Natural talent, next-level dedication and perfect pitch are just some of the qualities that make JayBird Byrne an exceptional guitarist.
The 12-year-old, from Narangba, is a rising star who has captured the attention of Triple J, ABC TV and some big music brands.
She was recently filmed for an ABC TV documentary as part of the Classic 100 Countdown with the Melbourne Symphony Orchestra.
It followed the release of her first single Convergence, which was released in 2022, and her first place at the International Youth Music Competition in the Modern and Contemporary category for her performance of the song.
She also won best guitarist at the RockFEST competition last year.
Moreton Daily caught up with JayBird at the Team Musicare studio at Clontarf to chat about her love for the guitar and the masters including Joe Satriani, Steve Vai, Guthrie Govan and Eddie Van Halen.
It’s hard to believe she only started learning the instrument just over four years ago after a fall put a stop to artistic skating and she sought a new passion.
“Guitars had been around me for pretty much my entire life. My father played guitar. He is more of a hobbyist. It was hard not to pick it up when you had that exposure to it. I always had an exposure to music,” JayBird says.
She started noodling, experimenting, with the guitar and asked to have lessons.
Within a month of starting out with an acoustic guitar, she asked to make the change to electric.
“The theory that it (an acoustic guitar with nylon strings) doesn’t hurt your fingers didn’t work for me because I wanted to play a different type of music. It didn’t have that really powerful sound,” she recalls.
“I think if you’re motivated to play electric guitar, you shouldn’t bother starting on an acoustic guitar to warm up your fingers. You should go straight for what you want.”
She did just that and hasn’t looked back.
JayBird cannot read music and instead plays by ear. She has perfect pitch.
“I can recognise notes and if you play a song on your phone that I haven’t heard, as long as it’s not really complex guitar … if you play that two or three times, I could pick up a guitar and play that,” she explains.
“What I love about playing the guitar is … it’s sort of like a light in the darkness for me because I’ve got autism. It just always seems to be there whenever I’m feeling down. It’s been all sorts of things for me – it’s been a lifeline, it’s been a hobby and at the moment it’s my entire life. This consumes 90 per cent of my life.”
Where is she hoping music will take her?
“I’m not exactly sure. I just hope that I have a lot of fun and I hope that this ends up being a career for me because it’s what I enjoy. If you can do something that you enjoy as your job, you’re a very, very lucky person,” she says.
When it comes to describing how she feels when she plays, JayBird finds it difficult to articulate.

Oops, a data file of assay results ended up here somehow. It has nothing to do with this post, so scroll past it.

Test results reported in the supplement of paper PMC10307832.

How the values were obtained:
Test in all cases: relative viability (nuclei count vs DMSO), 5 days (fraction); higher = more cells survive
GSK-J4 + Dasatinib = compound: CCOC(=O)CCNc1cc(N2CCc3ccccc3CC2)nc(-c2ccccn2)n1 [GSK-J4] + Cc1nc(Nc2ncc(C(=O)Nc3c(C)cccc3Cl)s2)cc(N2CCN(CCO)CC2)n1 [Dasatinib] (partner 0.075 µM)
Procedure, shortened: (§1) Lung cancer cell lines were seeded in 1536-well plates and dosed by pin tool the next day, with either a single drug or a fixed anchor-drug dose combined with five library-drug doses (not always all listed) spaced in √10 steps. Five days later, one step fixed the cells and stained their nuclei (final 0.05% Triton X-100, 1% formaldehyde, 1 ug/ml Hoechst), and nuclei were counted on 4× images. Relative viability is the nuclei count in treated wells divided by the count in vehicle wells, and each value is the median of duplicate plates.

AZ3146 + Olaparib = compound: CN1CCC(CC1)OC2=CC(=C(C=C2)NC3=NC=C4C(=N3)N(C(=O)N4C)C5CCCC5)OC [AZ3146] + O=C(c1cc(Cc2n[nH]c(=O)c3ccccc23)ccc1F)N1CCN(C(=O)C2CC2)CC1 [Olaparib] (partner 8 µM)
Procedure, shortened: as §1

“I’ve got alexithymia which is a part of autism which means I really, really struggle to describe stuff. It feels sort of like a portal that I can express myself without words,” she says.
Her manager and mentor Dan Nebe says there are number of factors that make JayBird an exceptional guitarist.
“I think it’s her dedication and commitment. Her first guitar was bigger than her … she has such a natural ability. I think another thing is … her hands are quite unique,” he explains.
“There are some musicians out there who just have different hands than most of us, that go in different directions and stretch further.”
JayBird is not an NDIS client at Team Musicare but is instead sponsored by the organisation.
“Her parents approached me last year to see if I could manage and mentor her, and point her in the right direction. It was quite evident to them that she’s quite exceptional,” Dan says.
“I’ve pretty much taken over that manager’s role with her and just making sure she gets to the right people.”
Striking a balance
For Dan, the number one focus is her education and “staying a kid”.
“The guitar can come after that. We can do everything slowly because we don’t want to overwhelm her,” he says.
“I’m not going to throw her into the ring of lions like I do with other bands … do as many gigs as fast as you can. With her, it’s going to be the opposite. Do the least amount of gigs within the first year or so and just build into it.”
Dan is certain she could have a career playing guitar for big-name artists and bands in years to come, if she wants it.
“I don’t know anyone who’s 40/45 years old that I call a brilliant guitarist that is anywhere near her (level),” he says.
“She’s writing songs that none of us write. She’s so far advanced and so wired differently to us and that’s what makes her exceptional.”
To find out more, head to JayBird's website
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